BRANSON, Mo. – If you were to go outside right now and look for a marble the chances of you finding one is a lot higher than usual.

On July 23, a large event will take place where competitors will solve clues, go to checkpoints and race to win a ‘treasure chest’ of marbles worth up to $45,000. However, for the general public, unique handmade marbles are being hidden all over the nation including in Branson and Springfield.

In fact, there are already marbles hidden out there today.

The marbles are not the standard ones you grew up with, but rather intricate paintings inside of a glass sphere.

Each marble varies in price from $15 up to $60,000. The sizes also vary from the diameter of a pea to a basketball.

“I’m well known for several types of marbles, but I am… world famous for my micro marbles. They’re some of the best in the world,” said Will Stuckenberg, founder of World’s Biggest Marble Hunt. He says artists have their own style.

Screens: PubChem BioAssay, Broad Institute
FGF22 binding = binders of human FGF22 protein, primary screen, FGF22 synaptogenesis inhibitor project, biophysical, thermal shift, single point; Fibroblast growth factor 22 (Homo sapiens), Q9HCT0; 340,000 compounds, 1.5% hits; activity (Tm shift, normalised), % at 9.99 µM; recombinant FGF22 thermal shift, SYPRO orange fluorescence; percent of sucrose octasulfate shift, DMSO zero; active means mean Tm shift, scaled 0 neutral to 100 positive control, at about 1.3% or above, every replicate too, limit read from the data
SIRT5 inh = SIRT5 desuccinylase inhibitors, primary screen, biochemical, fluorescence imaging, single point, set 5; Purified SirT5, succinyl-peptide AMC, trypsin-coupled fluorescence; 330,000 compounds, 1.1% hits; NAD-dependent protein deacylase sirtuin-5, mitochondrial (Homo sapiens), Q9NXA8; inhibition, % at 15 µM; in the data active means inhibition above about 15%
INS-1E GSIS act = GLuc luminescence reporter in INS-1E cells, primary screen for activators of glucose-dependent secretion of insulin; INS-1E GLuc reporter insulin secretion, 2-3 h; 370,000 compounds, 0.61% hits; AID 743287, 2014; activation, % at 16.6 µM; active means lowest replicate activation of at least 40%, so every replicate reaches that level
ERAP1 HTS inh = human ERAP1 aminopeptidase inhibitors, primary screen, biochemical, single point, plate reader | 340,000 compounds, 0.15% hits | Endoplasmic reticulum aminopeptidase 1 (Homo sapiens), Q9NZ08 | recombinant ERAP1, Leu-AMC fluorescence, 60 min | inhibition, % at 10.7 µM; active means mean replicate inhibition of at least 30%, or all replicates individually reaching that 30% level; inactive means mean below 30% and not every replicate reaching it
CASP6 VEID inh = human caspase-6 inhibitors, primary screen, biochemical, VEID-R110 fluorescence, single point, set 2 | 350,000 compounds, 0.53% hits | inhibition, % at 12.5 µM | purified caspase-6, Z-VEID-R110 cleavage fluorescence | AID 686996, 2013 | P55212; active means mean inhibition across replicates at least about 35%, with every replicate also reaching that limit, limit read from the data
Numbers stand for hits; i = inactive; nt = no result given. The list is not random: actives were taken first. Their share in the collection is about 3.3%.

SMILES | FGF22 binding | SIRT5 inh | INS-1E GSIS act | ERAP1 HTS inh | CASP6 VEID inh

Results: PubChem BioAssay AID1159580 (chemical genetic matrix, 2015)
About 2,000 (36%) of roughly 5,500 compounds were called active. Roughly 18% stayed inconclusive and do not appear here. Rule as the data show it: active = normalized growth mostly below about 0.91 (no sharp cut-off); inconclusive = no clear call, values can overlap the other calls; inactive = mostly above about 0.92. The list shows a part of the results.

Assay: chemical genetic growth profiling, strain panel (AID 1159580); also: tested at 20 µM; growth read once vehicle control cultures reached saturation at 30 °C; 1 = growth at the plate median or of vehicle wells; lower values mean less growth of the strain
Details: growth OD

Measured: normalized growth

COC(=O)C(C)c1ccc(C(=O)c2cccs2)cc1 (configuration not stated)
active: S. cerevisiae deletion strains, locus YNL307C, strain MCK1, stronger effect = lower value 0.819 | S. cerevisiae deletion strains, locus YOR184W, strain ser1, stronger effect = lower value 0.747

The event is hosted by the World’s Biggest Marble Hunt, a social media page where artists, collectors and people hunt and hide marbles throughout the world.

Although their members are located from all over the world, World’s Biggest Marble Hunt’s roots come from the Branson area.

“It was kind of just something to get out and do; have fun with my kids in the beginning and then we started getting a lot of people and I saw the potential to help artists and to make people aware of glass art,” said Will Stuckenberg.

After the first few hunts, more people joined in collecting, hiding, and creating marbles year after year. Stuckenberg said he remembers hiding a marble in a tricky spot in a park where eventually a father and son team found it. He said the father became hooked and has since then been hiding marbles year after year.

This is the 6th anniversary of World’s Biggest Marble Hunt.

Earlier this year National Geographic wrote an article bringing art marbles back into the public spotlight.

To join in on the hunt or if you find a marble go to World’s Biggest Marble Hunt.

Currently, the ‘treasure chest’ with $45,000 worth of marbles is being displayed at the Clark Historical Museum in Eureka, California.